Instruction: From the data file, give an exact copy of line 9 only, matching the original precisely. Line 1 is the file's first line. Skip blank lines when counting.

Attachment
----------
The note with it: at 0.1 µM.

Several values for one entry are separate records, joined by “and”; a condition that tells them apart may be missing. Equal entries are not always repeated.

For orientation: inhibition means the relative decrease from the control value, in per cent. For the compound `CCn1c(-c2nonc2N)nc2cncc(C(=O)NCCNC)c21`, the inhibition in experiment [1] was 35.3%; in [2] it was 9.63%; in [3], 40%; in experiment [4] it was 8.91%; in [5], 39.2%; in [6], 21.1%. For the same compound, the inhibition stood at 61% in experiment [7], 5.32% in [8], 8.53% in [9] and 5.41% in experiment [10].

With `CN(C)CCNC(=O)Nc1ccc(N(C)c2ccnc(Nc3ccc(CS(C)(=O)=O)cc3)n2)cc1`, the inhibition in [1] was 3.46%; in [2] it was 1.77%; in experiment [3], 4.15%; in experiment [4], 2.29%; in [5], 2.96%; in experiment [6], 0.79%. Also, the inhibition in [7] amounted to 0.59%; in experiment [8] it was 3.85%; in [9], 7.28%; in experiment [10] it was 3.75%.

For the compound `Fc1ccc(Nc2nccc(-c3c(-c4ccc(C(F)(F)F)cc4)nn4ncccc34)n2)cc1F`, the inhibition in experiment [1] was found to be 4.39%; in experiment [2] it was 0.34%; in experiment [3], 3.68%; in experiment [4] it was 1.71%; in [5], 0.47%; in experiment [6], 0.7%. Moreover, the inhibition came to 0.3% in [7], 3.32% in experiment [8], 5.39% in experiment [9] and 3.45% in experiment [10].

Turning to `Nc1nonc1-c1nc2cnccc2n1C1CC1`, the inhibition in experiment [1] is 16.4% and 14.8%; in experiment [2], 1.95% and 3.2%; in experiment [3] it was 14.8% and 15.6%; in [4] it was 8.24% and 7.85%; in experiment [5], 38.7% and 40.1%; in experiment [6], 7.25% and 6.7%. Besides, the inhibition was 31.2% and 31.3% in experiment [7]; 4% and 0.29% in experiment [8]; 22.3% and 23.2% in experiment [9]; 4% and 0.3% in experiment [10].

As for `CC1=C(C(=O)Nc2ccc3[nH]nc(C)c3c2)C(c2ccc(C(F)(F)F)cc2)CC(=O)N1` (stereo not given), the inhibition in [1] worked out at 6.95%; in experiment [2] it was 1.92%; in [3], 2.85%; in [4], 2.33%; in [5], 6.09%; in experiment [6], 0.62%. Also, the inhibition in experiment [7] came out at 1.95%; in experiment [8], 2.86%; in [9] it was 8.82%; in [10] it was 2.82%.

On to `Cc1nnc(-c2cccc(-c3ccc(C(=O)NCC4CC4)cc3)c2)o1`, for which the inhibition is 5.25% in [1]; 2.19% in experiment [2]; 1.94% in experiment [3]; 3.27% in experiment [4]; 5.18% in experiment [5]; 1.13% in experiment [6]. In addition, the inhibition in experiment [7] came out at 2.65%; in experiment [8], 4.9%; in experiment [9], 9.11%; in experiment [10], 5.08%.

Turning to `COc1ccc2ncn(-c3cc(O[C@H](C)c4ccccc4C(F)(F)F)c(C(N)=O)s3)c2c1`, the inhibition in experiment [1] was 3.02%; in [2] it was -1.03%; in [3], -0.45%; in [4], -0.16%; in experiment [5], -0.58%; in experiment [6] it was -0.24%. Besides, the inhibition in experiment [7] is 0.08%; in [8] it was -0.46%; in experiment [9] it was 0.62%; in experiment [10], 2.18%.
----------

Turning to `COc1ccc2ncn(-c3cc(O[C@H](C)c4ccccc4C(F)(F)F)c(C(N)=O)s3)c2c1`, the inhibition in experiment [1] was 3.02%; in [2] it was -1.03%; in [3], -0.45%; in [4], -0.16%; in experiment [5], -0.58%; in experiment [6] it was -0.24%. Besides, the inhibition in experiment [7] is 0.08%; in [8] it was -0.46%; in experiment [9] it was 0.62%; in experiment [10], 2.18%.